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Medical errors common during transitional care

New York patients have the possibility of being harmed during the transition from a hospital to home care. The discharge process can be a chaotic time when health care providers are more likely to make mistakes. When a formerly hospitalized patient begins receiving treatment at home, the patient’s home health nurses, pharmacists and other health care providers could fail to correct mistakes that were made during the hospital discharge.

New York patients have the possibility of being harmed during the transition from a hospital to home care. The discharge process can be a chaotic time when health care providers are more likely to make mistakes. When a formerly hospitalized patient begins receiving treatment at home, the patient’s home health nurses, pharmacists and other health care providers could fail to correct mistakes that were made during the hospital discharge.

The Institute for Healthcare Improvement says that medical errors are a common occurrence during the period following hospitalization. A patient may receive treatment from a variety of different health care providers that do not communicate effectively with each other to prevent errors.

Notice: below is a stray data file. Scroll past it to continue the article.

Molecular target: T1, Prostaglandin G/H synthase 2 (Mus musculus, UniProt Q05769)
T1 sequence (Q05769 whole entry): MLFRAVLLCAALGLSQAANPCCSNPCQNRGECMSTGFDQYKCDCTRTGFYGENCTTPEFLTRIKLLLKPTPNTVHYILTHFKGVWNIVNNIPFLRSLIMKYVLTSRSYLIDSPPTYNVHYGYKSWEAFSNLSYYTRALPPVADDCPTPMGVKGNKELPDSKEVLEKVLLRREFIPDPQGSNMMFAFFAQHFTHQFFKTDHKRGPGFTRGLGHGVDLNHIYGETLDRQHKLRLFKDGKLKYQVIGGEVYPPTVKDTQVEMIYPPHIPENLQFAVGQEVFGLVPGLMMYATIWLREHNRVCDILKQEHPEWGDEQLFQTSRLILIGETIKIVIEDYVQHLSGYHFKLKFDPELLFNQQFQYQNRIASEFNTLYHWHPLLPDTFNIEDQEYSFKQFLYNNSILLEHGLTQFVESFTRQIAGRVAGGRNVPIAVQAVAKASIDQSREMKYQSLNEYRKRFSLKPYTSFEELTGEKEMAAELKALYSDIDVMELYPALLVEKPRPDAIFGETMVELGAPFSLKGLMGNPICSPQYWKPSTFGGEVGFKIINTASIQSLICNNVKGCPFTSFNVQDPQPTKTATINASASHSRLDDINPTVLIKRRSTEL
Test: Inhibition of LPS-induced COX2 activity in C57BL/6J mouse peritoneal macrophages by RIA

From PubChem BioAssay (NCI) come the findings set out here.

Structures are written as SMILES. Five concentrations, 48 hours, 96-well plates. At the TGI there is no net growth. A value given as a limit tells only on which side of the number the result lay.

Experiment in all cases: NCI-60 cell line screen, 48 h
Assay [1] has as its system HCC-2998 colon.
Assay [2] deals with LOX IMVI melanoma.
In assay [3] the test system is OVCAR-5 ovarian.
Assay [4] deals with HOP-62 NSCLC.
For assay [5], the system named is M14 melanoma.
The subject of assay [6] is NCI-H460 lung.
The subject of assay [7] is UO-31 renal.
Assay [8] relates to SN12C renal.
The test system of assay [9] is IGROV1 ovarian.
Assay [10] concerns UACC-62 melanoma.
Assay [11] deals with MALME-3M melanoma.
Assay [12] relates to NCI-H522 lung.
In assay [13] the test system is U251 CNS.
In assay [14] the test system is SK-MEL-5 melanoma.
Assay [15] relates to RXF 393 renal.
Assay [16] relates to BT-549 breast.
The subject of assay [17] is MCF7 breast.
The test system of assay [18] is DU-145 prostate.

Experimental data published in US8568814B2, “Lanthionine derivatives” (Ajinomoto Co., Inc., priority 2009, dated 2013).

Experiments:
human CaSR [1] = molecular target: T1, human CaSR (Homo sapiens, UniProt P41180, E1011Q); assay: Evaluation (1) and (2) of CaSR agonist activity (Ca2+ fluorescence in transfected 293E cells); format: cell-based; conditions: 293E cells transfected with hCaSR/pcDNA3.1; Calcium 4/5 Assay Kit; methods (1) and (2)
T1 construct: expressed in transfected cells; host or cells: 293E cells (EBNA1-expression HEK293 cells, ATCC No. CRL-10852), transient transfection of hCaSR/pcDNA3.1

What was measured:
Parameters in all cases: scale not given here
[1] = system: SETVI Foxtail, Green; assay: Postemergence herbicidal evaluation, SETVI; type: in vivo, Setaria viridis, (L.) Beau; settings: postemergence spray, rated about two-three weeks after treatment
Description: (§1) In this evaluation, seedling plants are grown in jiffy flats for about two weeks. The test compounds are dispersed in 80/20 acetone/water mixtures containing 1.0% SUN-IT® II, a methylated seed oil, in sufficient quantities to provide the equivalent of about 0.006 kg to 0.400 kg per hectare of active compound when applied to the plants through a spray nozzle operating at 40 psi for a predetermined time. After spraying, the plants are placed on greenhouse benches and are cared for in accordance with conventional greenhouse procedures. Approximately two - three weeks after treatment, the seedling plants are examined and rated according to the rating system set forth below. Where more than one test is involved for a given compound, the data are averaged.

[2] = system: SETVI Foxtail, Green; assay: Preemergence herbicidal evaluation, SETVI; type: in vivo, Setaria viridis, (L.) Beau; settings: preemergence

A common type of medical error that occurs during transitional care involves medication mistakes. If a patient is sent home from the hospital with numerous drug prescriptions, home health nurses might fail to identify a potentially harmful drug combination. Another mistake that can be made during transitional care is when a drug prescription is misheard or misread by a health care provider, pharmacist or pharmacy technician. These kinds of errors can result in a patient being given the wrong drug with a similar name or the correct drug in the wrong dosage.

A patient who has been harmed by a medication mistake after a transition from the hospital may want to meet with a medical malpractice attorney to see if there is cause to file a lawsuit against the responsible party or parties The attorney will attempt to determine, through a review of the patient’s electronic health records and other evidence, whether there was a breach of the duty of care.